San Francisco Opera is resuming free streaming of productions filmed live, in high-definition, in pre-COVID-19 years in the War Memorial Opera House. The program aims to keep the company in touch with audiences while the Opera House is closed by the pandemic at least through 2020, and to raise funds while it continues to keep personnel on a reduced payroll.
Again, viewing is free, fundraising is by in-program appeals, and it’s important to note: Each broadcast starts at 10 a.m. Pacific time on Saturday and is available until midnight Sunday only — 38 hours and not more.
The three operas being released are Puccini’s Tosca (Oct. 10-11), Verdi’s Attila (Oct. 17–18), and Mozart’s The Marriage of Figaro (Oct. 24–25).
The 2014 revival of Tosca features production by Thierry Bosquet, based on the original designs by Armando Agnini for the company’s first staging of the opera in the War Memorial Opera House’s inaugural year of 1932.
Armenian soprano Lianna Haroutounian made an acclaimed house and role debut in the title role, with tenor Brian Jagde as Cavaradossi, and baritone Mark Delavan as Scarpia. Riccardo Frizza conducted, Jose Maria Condemi was stage director.
Attila was SF Opera’s 2012 coproduction with Milan’s Teatro alla Scala, then-SF Opera Music Director Nicola Luisotti conducting in both houses. Bass Ferruccio Furlanetto sang the title role, bass Samuel Ramey (who sang Attila here in 1991) made his role debut as Pope Leo I. Venezuelan soprano Lucrecia García sang Odabella, baritone Quinn Kelsey and tenor Diego Torre sang Ezio and Foresto, respectively.
SF Opera Chorus Director Ian Robertson, a 25-year veteran on the job, led a 60-strong chorus in a production that featured a cast of 135,including many supernumeraries. At the end of the run, David Gockley, then the company’s executive director, presented Robertson the San Francisco Opera Medal.
Musically “more Verdiesque than Verdi,” the opera has busy, time-traveling direction by Gabriele Lavia, on grand sets by Alessandro Camera. Act I takes place in an “authentic” 5th-century environment, with ruins all around and bodies impaled on high.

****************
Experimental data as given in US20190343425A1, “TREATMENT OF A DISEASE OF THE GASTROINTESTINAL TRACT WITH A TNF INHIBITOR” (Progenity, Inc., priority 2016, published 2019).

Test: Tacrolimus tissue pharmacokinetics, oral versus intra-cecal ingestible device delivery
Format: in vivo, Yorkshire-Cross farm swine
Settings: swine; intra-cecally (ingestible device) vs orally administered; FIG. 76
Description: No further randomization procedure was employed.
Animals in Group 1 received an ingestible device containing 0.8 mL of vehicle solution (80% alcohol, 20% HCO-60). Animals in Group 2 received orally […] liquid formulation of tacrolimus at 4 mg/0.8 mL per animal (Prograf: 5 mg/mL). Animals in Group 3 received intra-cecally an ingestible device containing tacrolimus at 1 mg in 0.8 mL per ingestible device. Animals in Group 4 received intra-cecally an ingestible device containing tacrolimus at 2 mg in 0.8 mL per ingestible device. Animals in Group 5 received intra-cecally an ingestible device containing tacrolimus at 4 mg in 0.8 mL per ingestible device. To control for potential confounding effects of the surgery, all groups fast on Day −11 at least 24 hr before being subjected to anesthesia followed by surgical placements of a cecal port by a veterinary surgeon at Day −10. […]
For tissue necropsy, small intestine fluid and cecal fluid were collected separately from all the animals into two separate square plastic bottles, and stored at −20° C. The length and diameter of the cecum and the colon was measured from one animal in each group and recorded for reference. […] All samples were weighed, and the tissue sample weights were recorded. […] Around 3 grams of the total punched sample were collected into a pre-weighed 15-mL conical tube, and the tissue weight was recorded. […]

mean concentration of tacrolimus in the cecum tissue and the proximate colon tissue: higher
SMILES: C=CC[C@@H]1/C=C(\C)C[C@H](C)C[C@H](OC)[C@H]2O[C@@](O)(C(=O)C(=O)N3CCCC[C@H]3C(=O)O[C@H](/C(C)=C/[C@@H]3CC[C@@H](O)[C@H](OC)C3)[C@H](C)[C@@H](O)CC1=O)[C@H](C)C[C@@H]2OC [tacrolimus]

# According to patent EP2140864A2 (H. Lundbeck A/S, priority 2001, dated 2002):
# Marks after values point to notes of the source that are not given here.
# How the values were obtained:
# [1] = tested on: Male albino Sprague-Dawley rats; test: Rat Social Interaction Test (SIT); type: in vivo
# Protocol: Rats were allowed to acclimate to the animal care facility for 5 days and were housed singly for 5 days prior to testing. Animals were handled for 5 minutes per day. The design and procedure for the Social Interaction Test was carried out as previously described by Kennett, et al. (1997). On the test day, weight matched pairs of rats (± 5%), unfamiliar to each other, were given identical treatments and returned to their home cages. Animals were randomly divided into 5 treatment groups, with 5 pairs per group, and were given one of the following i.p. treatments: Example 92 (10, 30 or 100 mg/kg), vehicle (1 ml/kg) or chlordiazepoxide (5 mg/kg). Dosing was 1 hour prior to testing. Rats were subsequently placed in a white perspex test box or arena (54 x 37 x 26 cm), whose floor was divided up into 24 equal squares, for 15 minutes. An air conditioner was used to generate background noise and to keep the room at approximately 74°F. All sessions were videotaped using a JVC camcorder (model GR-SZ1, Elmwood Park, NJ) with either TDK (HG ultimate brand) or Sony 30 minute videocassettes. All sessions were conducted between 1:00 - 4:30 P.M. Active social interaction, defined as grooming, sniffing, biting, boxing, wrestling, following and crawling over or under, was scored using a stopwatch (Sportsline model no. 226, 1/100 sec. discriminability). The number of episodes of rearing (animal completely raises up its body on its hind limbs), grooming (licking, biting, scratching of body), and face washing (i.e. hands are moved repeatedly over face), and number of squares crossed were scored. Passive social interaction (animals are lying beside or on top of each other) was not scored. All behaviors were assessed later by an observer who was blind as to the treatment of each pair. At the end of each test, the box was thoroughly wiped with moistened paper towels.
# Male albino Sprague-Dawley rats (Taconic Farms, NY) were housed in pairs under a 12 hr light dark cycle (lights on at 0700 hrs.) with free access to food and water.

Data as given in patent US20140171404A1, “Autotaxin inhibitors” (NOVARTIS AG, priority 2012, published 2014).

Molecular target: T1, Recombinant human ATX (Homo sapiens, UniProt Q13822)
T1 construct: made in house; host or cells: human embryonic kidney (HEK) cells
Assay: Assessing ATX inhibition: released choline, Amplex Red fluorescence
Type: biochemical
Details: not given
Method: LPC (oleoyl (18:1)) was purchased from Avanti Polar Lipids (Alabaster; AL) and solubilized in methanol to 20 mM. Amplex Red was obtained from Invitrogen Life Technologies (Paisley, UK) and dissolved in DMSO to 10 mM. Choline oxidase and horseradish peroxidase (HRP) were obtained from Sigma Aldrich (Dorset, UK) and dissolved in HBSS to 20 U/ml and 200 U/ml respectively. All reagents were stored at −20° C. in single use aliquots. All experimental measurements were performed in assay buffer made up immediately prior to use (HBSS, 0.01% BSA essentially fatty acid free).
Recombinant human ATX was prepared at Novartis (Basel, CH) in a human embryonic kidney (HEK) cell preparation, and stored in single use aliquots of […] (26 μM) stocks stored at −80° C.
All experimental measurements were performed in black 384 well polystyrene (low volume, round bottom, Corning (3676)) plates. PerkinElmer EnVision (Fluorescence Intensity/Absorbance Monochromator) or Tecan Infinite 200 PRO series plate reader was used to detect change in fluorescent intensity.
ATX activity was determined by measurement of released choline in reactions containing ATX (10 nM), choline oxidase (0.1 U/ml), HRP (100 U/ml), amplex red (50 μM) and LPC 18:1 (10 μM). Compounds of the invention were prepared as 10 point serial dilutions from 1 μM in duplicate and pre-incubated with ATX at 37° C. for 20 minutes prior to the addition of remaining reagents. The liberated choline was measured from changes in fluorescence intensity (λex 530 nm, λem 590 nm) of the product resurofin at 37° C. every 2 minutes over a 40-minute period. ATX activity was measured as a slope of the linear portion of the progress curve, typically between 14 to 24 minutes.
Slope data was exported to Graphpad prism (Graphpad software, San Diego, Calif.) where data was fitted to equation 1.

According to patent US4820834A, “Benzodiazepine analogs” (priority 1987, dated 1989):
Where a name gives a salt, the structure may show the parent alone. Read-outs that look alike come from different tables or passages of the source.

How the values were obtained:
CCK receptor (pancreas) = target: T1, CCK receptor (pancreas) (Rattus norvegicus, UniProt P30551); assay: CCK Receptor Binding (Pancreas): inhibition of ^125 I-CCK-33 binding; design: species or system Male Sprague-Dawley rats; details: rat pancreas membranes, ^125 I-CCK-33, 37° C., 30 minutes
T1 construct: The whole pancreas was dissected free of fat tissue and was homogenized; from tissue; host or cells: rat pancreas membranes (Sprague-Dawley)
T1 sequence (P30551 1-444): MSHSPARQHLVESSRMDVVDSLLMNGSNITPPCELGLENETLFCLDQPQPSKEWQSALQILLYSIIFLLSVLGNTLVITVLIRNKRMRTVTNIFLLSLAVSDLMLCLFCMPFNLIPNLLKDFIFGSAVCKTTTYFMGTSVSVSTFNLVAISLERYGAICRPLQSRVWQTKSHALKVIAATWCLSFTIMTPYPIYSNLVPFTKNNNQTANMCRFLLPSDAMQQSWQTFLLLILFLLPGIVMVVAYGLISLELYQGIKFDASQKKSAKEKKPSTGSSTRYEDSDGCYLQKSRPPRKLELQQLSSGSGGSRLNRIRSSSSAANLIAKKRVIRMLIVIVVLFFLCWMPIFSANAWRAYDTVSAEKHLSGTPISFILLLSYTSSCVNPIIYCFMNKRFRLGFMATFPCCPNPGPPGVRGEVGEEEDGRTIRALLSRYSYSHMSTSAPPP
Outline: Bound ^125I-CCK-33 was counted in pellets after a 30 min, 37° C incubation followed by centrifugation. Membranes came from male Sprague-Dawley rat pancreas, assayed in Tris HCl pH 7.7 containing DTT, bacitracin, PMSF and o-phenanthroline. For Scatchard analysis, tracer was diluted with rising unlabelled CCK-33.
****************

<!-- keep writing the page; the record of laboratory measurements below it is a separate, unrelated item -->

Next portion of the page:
Act II moves to an abandoned opera house, perhaps late 19th century. In Act III, the opera house is used as a run-down movie theater, attention wandering from the singers to the big screen upstage where Jack Palance holds forth as Attila, in the 1954 movie Sign of the Pagan.
Not among Verdi favorites, Attila had only one other San Francisco Opera production, in 1991. Before then, Attila came to town more than a century before, in 1859 when a traveling Italian company performed the opera, which had been written only a dozen years before. That was the year of discovering silver in them thar hills, replacing the fading gold boom. At the same time, real-estate broker Joshua Norton had a nervous breakdown, and declared himself Emperor Norton I ... but that’s another opera.
SF Opera’s 2015 production of Mozart’s Le Nozze di Figaro (The marriage of Figaro) featured former Adler Fellows Philippe Sly in the title role and soprano Nadine Sierra as the Countess, bass-baritone Luca Pisaroni as Count Almaviva, soprano Lisette Oropesa as Susanna, and mezzo-soprano Kate Lindsey as Cherubino.
It also featured bass-baritone John Del Carlo as Doctor Bartolo in his final role with the company before his death in 2016; mezzo Catherine Cook as Marcellina; tenor Greg Fedderly as Don Basilio; and soprano Maria Valdes as Barbarina. Patrick Summers conducted; Robin Guarino was the stage director.
This was the company’s seventh revival of the 1982 Zack Brown production, with stage direction and a youthful cast investing new vitality into the great opera.